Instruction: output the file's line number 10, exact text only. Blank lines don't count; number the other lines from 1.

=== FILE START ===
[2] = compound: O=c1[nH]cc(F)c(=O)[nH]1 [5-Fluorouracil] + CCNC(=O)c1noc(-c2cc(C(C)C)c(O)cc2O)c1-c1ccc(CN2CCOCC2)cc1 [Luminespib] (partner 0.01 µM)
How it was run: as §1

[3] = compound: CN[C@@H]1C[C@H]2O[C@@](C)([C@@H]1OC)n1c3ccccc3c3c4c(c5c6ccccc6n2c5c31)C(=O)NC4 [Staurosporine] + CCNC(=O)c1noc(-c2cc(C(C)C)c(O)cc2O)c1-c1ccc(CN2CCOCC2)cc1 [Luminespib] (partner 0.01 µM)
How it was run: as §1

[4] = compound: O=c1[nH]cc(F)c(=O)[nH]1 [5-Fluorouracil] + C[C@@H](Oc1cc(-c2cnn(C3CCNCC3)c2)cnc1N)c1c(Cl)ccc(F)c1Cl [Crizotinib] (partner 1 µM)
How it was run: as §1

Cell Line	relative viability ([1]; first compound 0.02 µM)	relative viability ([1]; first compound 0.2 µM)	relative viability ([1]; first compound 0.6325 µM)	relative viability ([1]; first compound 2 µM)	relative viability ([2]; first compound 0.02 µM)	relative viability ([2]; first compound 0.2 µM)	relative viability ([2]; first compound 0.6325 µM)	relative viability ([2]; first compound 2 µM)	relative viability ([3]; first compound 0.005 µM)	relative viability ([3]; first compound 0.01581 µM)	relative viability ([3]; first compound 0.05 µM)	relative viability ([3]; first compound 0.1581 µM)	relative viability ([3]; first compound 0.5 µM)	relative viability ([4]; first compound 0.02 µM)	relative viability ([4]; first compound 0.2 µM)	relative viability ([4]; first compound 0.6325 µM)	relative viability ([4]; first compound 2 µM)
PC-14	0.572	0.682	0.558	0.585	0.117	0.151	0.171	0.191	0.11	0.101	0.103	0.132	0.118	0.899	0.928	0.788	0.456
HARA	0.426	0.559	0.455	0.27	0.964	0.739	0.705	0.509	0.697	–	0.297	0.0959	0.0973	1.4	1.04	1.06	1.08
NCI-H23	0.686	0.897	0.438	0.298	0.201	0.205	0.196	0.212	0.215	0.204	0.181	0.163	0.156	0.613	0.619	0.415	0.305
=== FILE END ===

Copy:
NCI-H23	0.686	0.897	0.438	0.298	0.201	0.205	0.196	0.212	0.215	0.204	0.181	0.163	0.156	0.613	0.619	0.415	0.305